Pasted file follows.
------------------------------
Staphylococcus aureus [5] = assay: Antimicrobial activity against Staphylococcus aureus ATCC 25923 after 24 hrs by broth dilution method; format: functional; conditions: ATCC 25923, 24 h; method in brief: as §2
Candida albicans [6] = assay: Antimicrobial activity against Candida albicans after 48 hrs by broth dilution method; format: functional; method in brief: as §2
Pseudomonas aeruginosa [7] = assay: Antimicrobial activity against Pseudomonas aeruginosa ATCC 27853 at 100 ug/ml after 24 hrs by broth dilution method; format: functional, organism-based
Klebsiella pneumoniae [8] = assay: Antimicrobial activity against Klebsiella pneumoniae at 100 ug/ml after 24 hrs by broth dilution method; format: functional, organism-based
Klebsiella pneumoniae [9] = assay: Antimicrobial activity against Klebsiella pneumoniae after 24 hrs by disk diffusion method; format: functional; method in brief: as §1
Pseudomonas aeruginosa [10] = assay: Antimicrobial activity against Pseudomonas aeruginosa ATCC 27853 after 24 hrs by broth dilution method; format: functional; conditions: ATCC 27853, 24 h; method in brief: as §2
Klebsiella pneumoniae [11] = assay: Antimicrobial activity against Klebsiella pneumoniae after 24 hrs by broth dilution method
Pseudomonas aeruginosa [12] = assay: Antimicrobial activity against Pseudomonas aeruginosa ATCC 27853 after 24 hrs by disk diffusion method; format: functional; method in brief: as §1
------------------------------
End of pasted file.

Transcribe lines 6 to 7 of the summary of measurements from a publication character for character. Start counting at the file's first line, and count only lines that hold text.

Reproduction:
Pseudomonas aeruginosa [10] = assay: Antimicrobial activity against Pseudomonas aeruginosa ATCC 27853 after 24 hrs by broth dilution method; format: functional; conditions: ATCC 27853, 24 h; method in brief: as §2
Klebsiella pneumoniae [11] = assay: Antimicrobial activity against Klebsiella pneumoniae after 24 hrs by broth dilution method